OS X Yosemite lets parts of windows take on the general color of the background behind it. It's a translucent effect because details cannot be readily made out. For those who don't like it, here's how to turn it off.
In Yosemite, part of an app can, if so enabled, take on the color of the background via translucency. One example is the Safari search bar. Another is the sidebar in the Finder. Notice how, in the screen shot below, the Finder sidebar takes on the hue of the background: beige (at the top) and blue (at the bottom). This is the default.
You can greatly reduce this effect if it bothers you. Here's what the same shot looks like when translucency is off.
Managing the Translucency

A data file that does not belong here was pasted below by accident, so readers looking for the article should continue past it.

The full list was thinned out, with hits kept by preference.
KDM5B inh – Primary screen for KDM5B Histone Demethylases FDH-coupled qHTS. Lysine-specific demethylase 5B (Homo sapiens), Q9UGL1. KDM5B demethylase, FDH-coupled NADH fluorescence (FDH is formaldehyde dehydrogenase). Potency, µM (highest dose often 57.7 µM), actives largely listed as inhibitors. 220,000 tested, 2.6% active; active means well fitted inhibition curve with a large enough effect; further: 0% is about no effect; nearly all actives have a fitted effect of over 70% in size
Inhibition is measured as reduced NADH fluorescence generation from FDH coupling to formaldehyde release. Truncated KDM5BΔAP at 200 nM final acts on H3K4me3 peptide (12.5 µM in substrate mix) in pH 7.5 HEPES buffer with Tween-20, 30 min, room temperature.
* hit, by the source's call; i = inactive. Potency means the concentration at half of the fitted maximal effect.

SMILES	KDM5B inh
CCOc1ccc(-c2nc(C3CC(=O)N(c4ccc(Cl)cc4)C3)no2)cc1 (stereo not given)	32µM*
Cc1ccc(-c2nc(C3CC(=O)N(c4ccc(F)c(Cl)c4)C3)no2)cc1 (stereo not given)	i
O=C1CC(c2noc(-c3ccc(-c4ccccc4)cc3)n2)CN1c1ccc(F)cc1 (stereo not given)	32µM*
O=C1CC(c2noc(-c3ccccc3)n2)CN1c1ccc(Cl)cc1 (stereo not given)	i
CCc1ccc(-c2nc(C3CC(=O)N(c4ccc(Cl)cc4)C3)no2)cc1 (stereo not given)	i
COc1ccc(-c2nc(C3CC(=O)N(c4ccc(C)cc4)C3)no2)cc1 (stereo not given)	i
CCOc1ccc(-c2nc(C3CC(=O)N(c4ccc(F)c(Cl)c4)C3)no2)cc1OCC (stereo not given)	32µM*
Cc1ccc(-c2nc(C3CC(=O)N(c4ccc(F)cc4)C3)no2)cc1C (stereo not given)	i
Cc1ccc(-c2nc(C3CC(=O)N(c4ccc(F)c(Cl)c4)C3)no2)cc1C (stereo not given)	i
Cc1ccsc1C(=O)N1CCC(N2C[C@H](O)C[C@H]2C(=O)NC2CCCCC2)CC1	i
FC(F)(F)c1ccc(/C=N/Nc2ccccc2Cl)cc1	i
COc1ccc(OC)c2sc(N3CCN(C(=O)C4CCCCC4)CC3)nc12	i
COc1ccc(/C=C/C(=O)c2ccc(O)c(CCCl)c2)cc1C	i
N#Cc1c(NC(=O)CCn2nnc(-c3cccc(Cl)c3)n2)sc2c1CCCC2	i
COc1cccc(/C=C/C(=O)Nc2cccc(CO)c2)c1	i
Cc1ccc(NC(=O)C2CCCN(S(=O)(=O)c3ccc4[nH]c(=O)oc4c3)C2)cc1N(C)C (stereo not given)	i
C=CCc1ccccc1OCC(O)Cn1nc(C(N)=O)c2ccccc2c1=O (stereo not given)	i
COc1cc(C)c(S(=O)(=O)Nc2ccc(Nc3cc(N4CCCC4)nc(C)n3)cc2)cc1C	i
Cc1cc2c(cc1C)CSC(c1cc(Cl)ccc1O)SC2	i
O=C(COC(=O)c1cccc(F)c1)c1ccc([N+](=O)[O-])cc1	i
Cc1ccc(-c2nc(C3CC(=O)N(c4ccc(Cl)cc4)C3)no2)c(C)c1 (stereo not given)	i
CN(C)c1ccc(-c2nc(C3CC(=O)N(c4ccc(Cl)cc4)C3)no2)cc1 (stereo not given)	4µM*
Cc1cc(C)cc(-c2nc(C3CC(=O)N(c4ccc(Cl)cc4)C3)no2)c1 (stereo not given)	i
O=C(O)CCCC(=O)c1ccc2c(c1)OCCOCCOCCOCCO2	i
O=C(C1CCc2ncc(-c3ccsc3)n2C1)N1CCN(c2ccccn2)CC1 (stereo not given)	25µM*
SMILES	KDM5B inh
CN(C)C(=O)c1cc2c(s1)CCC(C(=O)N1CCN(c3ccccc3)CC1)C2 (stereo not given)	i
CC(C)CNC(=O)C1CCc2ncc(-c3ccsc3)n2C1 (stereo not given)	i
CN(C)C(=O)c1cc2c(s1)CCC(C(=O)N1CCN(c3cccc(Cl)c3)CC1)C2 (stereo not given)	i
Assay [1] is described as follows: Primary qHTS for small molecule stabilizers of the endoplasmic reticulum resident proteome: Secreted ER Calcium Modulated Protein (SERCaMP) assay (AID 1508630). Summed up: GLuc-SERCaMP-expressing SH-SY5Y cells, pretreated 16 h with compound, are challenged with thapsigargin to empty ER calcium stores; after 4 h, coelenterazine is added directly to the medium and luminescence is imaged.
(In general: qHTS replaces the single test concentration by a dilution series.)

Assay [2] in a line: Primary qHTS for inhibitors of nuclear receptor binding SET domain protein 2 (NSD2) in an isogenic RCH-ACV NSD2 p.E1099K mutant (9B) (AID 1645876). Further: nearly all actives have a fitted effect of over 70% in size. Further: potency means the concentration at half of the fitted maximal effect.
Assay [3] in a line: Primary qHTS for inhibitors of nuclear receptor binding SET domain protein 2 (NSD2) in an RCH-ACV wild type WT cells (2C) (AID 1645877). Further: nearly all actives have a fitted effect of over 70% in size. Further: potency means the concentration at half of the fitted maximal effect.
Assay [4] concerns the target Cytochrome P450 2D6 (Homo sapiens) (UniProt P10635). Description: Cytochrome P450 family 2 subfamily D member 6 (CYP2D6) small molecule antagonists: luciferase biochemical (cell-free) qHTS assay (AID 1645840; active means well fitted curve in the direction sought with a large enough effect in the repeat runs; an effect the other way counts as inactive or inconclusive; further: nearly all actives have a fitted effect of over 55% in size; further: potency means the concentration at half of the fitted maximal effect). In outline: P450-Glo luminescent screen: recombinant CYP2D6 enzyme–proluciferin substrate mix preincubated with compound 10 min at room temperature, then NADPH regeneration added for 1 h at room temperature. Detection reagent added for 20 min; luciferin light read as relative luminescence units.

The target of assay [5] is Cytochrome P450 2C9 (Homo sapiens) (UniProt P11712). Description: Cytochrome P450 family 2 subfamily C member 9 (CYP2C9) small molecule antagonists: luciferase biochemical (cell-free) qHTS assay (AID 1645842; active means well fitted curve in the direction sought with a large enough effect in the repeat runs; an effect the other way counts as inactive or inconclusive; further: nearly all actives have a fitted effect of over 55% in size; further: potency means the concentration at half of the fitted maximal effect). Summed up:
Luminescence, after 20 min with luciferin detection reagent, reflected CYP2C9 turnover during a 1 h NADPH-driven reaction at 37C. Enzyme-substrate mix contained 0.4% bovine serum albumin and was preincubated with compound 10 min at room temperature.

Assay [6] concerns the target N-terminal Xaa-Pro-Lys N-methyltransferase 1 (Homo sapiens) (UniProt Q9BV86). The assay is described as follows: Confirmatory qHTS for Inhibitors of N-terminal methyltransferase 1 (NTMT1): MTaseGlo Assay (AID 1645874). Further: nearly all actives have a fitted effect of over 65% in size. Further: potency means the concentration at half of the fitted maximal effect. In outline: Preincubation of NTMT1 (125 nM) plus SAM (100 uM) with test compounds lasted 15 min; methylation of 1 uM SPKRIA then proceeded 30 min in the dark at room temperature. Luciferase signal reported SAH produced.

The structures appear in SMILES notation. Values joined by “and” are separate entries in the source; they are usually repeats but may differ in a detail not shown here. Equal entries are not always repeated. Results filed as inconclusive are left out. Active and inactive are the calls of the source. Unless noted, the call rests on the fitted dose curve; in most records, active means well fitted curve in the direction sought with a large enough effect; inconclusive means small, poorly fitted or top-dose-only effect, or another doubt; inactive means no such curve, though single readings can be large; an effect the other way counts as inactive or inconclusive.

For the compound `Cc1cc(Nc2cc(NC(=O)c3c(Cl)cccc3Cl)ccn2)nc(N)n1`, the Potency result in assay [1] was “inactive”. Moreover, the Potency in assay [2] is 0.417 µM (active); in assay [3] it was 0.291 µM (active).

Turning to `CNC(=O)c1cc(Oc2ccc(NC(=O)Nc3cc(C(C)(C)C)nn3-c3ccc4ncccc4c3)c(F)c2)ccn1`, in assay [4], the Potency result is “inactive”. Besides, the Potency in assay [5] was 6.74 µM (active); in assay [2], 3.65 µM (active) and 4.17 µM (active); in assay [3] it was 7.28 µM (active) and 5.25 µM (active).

This effect is controlled in System Preferences > Accessibility with a checkbox. The effect takes place immediately. (Why Apple used the term transparency here when distinct images are not visible in the background is arguable.)
System Preferences > Accessibility.
I like this feature. In previous times, the GUI of our OS was blunt, skeuomorphic and saturated in its color scheme. This color inheritance of the background is a pleasing, artistic touch that brings warmth and depth to the technical, almost clinical look of the Mac's GUI. Even so, Apple respects that some won't want it, and that it is managed in the Accessibility pane of System Preferences is a proper acknowledgement of some people's visual needs.